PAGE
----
Something that is not free, but relatively cheap and awesome are the guided tours from the London walks company. I did their Secret London tour, for £4 (abt $6 USD at the current favourable exchange rate). It was brilliant - I learned so much, and I study British history.

But they have all sorts of different walks -- all guided by people who really know what they are talking about (they have specialties).
posted by jb at 10:12 AM on November 8, 2010

Lost of these things have already been mentioned, but figure it might be worth seconding some of then. We spent four days as tourists in London a few months ago, which was only enough time to get the briefest feel of the place. We did the following:

* London Walks tours of Old Westminster and the Tower of London. These were lots of fun, and very interesting, and we had a great guide (the same guide for both of them, as it turns out). We would have gone on a lot more, had we the time.

* Museum of London. Must see if you're interested in the history of the area.

* Burough Markets. We arrived only a few hours before it shut on Sunday, but still worth visiting. Lots of nice pubs in the area, too. Speaking of pubs, The Black Friar has perhaps the most spectacular interior of any pub I have ever been in. And good Real Ale on tap too.

* Westminster Abbey. The tours are only something like 2 pounds, but get you into places you can't normally access. Well worth it.

* The Houses of Parliament. They now apparently do tours every Saturday. It's well worth seeing, especially the House of Lords. The Australian Parliament House is so boring in comparison!

* Tea at Liberty. I really liked their Prince Vladimir tea. I wonder if you can get it elsewhere. Their full afternoon tea looked awesome, but we didn't have it. Icecream Sundaes at Fortnham & Masson (sp?) was also pretty impressive. Harrods is interesting for their range and spending an entertaining couple of hours chav-watching. Also notable for serving the best coffee I had in the British Isles.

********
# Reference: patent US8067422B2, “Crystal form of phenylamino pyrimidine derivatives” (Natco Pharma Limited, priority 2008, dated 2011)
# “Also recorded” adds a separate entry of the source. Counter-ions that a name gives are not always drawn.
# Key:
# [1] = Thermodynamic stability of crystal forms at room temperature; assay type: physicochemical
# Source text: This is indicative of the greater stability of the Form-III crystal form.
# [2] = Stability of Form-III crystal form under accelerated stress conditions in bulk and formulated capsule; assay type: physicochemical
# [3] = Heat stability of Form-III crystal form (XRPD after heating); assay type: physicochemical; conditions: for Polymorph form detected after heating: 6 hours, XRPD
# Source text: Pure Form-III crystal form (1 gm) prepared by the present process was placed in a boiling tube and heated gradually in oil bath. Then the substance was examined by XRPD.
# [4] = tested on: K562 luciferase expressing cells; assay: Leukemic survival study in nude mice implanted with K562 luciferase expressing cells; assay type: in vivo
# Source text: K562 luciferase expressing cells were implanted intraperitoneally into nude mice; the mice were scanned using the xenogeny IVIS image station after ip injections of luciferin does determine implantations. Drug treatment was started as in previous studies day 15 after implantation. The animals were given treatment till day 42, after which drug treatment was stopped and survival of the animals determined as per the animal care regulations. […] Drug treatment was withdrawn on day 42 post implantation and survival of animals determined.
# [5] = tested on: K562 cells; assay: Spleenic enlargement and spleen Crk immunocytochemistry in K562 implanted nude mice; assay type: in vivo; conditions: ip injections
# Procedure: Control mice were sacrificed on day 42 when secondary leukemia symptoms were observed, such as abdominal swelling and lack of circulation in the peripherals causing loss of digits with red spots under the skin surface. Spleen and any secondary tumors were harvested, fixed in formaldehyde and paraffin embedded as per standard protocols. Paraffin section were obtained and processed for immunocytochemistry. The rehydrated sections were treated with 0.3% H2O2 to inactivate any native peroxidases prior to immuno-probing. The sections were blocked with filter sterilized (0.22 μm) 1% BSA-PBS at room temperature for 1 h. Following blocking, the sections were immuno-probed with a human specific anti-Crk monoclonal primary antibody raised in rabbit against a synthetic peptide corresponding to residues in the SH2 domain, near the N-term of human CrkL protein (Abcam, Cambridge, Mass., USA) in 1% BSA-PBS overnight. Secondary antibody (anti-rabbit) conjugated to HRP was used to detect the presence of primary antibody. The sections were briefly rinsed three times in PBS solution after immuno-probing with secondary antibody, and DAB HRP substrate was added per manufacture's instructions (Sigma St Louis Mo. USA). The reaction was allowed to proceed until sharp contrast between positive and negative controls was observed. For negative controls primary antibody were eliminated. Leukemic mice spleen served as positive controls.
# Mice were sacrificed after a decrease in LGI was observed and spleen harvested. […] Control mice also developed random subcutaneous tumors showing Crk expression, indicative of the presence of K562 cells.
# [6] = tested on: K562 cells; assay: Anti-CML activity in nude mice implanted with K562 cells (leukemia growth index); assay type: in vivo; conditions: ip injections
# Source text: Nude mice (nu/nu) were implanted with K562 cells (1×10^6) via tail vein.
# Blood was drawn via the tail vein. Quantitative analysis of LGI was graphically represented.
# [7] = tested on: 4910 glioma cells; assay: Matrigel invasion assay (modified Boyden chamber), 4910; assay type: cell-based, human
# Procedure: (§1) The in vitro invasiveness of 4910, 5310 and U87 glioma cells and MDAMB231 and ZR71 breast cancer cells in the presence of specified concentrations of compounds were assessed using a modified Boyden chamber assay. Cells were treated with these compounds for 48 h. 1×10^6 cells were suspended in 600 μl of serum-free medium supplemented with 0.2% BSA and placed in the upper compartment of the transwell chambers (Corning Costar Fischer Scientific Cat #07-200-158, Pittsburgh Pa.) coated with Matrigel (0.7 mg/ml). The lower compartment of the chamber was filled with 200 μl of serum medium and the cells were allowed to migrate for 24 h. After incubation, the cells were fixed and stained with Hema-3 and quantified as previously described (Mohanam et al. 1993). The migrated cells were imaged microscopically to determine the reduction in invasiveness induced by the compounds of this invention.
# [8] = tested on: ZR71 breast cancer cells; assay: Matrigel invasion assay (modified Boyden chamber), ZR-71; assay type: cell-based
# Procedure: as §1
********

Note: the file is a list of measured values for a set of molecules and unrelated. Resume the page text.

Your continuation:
* London Eye. Okay for getting an interesting perspective on the city, but most of the view is of the Houses of Parliament (which is interesting in itself, of course).

* Tate Modern. We spent too little time there, and I want to go back and spend much more. Even the building itself, though, is spectacular.

For Edinburgh, if you have an iPod/iPad/iPhone, grab the free app Ian Rankin's Edinburgh. It's basically a walking tour of the spots of Edinburgh that feature in Rankin's Rebus novels. But even if you don't read the books, it's a good tour of a bunch of interesting things in Edinburgh that are a bit off the tourist trail.
posted by damonism at 5:05 PM on November 8, 2010 [1 favorite]

Is the pub called the Black Friar, or Blackfriars (same as the tube station). The one I went to was the Blackfriars, and had Art Deco stained-glass windows of friars, and the best pie lunch I've ever had in my life. I liked the beer (and real ales are all over London -- if you like beer, you must try some of them), but mostly I remember the pie.
posted by jb at 5:28 PM on November 8, 2010

@jb It's The Black Friar, although it was near the Blackfriars tube station. You really can't miss the "arts and crafts" style interior – I've seriously never seen anything like it. I think we had something to eat, and it was fine if not particularly memorable. And yes, real ales are thankfully common, so that was just an added bonus.
posted by damonism at 6:17 PM on November 8, 2010 [1 favorite] is the UK equivalent of Craigslist. Like Craigslist, it's lousy with scammers so be careful...but you could find somewhere cheap to stay.
posted by mippy at 12:13 AM on November 9, 2010

If you're in the mood for a little bit of a journey for good food, then I'd recommend Franco Manca in Brixton. Not only is it super cheap, but a lot of my friends have said that this is the best pizza they've ever eaten.

Also, take a trip around Greenwich and make sure to stop at the Trafalgar Tavern next to that Royal Naval Academy. The pub sits right on the Thames and offers an amazing view of Canary Wharf.
posted by _superconductor at 9:17 AM on November 9, 2010